First Open Economics International Workshop Recap

Velichka Dimitrova - January 25, 2013 in Economic Publishing, Events, Featured, Open Access, Open Data, Open Economics, Open Research, Open Tools, Workshop

The first Open Economics International Workshop gathered 40 academic economists, data publishers and funders of economics research, researchers and practitioners to a two-day event at Emmanuel College in Cambridge, UK. The aim of the workshop was to build an understanding around the value of open data and open tools for the Economics profession and the obstacles to opening up information, as well as the role of greater openness of the academy. This event was organised by the Open Knowledge Foundation and the Centre for Intellectual Property and Information Law and was supported by the Alfred P. Sloan Foundation. Audio and slides are available at the event’s webpage.

Open Economics Workshop

Setting the Scene

The Setting the Scene session was about giving a bit of context to “Open Economics” in the knowledge society, seeing also examples from outside of the discipline and discussing reproducible research. Rufus Pollock (Open Knowledge Foundation) emphasised that there is necessary change and substantial potential for economics: 1) open “core” economic data outside the academy, 2) open as default for data in the academy, 3) a real growth in citizen economics and outside participation. Daniel Goroff (Alfred P. Sloan Foundation) drew attention to the work of the Alfred P. Sloan Foundation in emphasising the importance of knowledge and its use for making decisions and data and knowledge as a non-rival, non-excludable public good. Tim Hubbard (Wellcome Trust Sanger Institute) spoke about the potential of large-scale data collection around individuals for improving healthcare and how centralised global repositories work in the field of bioinformatics. Victoria Stodden (Columbia University / RunMyCode) stressed the importance of reproducibility for economic research and as an essential part of scientific methodology and presented the RunMyCode project.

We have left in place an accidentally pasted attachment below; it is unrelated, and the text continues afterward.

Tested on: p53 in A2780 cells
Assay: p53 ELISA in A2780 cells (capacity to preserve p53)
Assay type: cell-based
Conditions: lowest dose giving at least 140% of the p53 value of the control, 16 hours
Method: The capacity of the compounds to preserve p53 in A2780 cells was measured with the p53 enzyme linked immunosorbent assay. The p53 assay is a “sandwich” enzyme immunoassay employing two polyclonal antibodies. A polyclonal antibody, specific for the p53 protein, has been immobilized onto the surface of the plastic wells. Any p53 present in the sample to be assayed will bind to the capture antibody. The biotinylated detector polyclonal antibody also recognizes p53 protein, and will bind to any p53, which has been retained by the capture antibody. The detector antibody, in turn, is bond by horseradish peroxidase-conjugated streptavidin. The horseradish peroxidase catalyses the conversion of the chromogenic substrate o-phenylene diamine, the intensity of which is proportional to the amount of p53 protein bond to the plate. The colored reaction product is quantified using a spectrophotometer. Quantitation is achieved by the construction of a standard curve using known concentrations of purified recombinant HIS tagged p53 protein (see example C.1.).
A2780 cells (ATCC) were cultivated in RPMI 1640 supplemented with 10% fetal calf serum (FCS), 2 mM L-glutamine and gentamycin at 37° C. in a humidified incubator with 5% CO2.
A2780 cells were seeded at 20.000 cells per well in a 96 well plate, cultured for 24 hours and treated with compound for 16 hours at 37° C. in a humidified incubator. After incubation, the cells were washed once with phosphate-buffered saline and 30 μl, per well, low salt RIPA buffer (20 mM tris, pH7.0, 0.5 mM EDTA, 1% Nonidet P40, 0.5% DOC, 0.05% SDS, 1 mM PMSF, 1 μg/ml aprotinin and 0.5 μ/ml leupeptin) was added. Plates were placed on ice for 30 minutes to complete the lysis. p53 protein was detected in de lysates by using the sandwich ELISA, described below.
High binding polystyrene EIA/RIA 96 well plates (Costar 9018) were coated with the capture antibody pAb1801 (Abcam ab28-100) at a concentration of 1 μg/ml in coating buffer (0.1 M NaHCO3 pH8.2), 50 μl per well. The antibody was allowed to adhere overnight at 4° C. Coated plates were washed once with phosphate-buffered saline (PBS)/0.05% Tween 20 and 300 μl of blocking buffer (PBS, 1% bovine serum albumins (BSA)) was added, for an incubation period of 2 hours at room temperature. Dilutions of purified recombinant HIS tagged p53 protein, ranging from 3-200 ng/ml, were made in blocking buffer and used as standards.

Open Data in Economics

The Open Data in Economics session was chaired by Christian Zimmermann (Federal Reserve Bank of St. Louis / RePEc) and was about several projects and ideas from various institutions. The session examined examples of open data in Economics and sought to discover whether these examples are sustainable and can be implemented in other contexts: whether the right incentives exist. Paul David (Stanford University / SIEPR) characterised the open science system as a system which is better than any other in the rapid accumulation of reliable knowledge, whereas the proprietary systems are very good in extracting the rent from the existing knowledge. A balance between these two systems should be established so that they can work within the same organisational system since separately they are distinctly suboptimal. Johannes Kiess (World Bank) underlined that having the data available is often not enough: “It is really important to teach people how to understand these datasets: data journalists, NGOs, citizens, coders, etc.”. The World Bank has implemented projects to incentivise the use of the data and is helping countries to open up their data. For economists, he mentioned, having a valuable dataset to publish on is an important asset, there are therefore not sufficient incentives for sharing.